Notwithstanding the importance social determinants of health, contextual dimensions were not included in seven frameworks (Hsiao et al., 2008; Kringos, Boerma, Hutchinson et al., 2010; Murray & Frenk, 2000; Sibthorpe & Gardner, 2007; Tham et al., 2010; World Health Organization, 2007, 2009). Even when the objective is to appraise the primary child health system, which may not be responsible for changing variables out of its domain, health determinants were not present in any framework. Contextual factors allow a broader understanding of the system (see Chapter 17), and it has been shown that health determinants can have a higher impact on health outcomes than health care (Donkin, Goldblatt, Allen, Nathanson, & Marmot, 2017).
Obviously, ‘it is hard to isolate the impact of health care from the impact of other determinants of health status’ (Hurst & Jee-Hughes, 2001). However, a conceptual framework ideally will contribute to operationalise statistical models to measure the impact of each variable. Sometimes, a concept is not easily identified in the framework figure. Yet, it is implicit in the description of another concept. This is described in Kringos, Boerma, and Hutchinson et al. (2010), which included effectiveness as a feature of quality dimension. A different situation occurred in Starfield’s, 1998 framework (Starfield, 1998), where the author acknowledges equity’s importance as a system goal, but did not include it explicitly in her framework, not even in its description. Additionally, the frameworks vary in focus, being broader or more specific. For example, Starfield produced two separate frameworks with differing emphasis of the health system within the wider context of health (Starfield, 1998, 2001).
Moreover, as already mentioned, there is variation in the definitions of the concepts, when available. Responsiveness, for example, varies between patient ‘satisfaction and acceptability’, which depend on expectations, and ‘experience’, which ‘seeks to describe objective characteristics of health service delivery, such as whether patients were (factually) given a choice of treatment’ (Hurst & Jee-Hughes, 2001).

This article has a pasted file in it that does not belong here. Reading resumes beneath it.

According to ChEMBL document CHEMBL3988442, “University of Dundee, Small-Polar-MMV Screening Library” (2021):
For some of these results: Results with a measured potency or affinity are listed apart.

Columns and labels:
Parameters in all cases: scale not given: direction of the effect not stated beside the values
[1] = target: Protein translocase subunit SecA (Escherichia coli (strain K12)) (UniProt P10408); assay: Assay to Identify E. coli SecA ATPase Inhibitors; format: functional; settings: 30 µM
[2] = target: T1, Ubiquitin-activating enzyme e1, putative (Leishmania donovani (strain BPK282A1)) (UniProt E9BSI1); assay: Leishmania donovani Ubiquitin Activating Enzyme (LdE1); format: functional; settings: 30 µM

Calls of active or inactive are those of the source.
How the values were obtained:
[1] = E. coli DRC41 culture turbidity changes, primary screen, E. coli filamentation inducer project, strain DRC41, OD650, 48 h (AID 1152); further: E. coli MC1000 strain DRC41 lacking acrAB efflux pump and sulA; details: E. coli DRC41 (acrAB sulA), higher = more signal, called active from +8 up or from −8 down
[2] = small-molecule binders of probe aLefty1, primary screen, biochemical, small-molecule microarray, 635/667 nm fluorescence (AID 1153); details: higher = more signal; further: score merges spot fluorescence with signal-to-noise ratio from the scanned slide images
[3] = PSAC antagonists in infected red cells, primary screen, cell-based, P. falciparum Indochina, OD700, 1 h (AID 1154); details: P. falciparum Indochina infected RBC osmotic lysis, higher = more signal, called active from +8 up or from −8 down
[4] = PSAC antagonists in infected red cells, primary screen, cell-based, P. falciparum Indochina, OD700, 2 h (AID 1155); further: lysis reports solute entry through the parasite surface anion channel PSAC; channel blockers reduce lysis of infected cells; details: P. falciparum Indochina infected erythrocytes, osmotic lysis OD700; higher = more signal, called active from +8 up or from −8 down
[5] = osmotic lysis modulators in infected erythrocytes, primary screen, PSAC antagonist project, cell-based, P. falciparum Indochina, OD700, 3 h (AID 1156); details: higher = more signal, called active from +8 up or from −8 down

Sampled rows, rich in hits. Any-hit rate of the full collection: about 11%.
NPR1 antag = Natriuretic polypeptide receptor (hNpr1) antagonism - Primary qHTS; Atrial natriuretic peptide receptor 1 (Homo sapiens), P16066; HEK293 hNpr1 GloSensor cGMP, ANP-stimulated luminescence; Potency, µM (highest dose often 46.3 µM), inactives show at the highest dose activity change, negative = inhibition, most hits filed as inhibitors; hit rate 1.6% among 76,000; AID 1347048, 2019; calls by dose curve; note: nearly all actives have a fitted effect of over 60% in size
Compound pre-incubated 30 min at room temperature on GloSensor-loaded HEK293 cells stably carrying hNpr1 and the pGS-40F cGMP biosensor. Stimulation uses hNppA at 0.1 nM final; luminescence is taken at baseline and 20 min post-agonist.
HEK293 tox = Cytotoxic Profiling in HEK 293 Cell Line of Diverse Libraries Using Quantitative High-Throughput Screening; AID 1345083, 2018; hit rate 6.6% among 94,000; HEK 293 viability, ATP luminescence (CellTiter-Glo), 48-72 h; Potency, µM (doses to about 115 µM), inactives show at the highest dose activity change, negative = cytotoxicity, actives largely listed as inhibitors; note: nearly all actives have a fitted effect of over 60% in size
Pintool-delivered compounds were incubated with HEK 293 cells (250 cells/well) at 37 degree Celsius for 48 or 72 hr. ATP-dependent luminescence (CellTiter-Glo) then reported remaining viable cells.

Adapting Frameworks for MOCHA
A major concern for the MOCHA project is that none of the identified frameworks are child specific (see Chapter 6), which is important because of the specific needs of children from primary care (see Chapter 1).
Many of the appraisal frameworks are constructed on a structure-process-outcome theme; describe capacity-performance-health status; or are focused on input/output and outcomes. Thus, all attempt to relate the various components in a linear framework, rather than either looking at a dynamic interactive system or focussing on the individual child as the reactive and proactive subject of care. Nearly all of the frameworks recognise that health status of a population cannot solely be attributable to the health system but must be analysed in the context of broader environmental, economic and social situations. This raises the conundrum of how to estimate the balance between primary care combatting the adverse effects of external determinants of health as they adversely affect individual child, as opposed to the effort that can be invested in preventively addressing the determents such as by combating household smoking or advocating for better housing for families with small children. Overall, however, the utility of having such appraisal frameworks does allow a conceptual framework to be developed, which can contribute to seeking to operationalise statistical models to measure the impact of each variable.
The Primary Health Care Activity Monitor for Europe (PHAMEU) is a significant research group that has attempted to develop a scoring system following a structure–process–outcome framework. This project concluded that a generic all-ages primary care system can be defined and approached as:
a multidimensional system structured by primary care governance, economic conditions and primary care workforce development, facilitating access to a wide range of primary care services in a coordinated way, and on a continuous basis, by applying resources efficiently to provide high quality care, contributing to the distribution of health in the population. Primary care contributes through its dimensions to overall health system performance and health. (Kringos, Boerma, Hutchinson et al., 2010)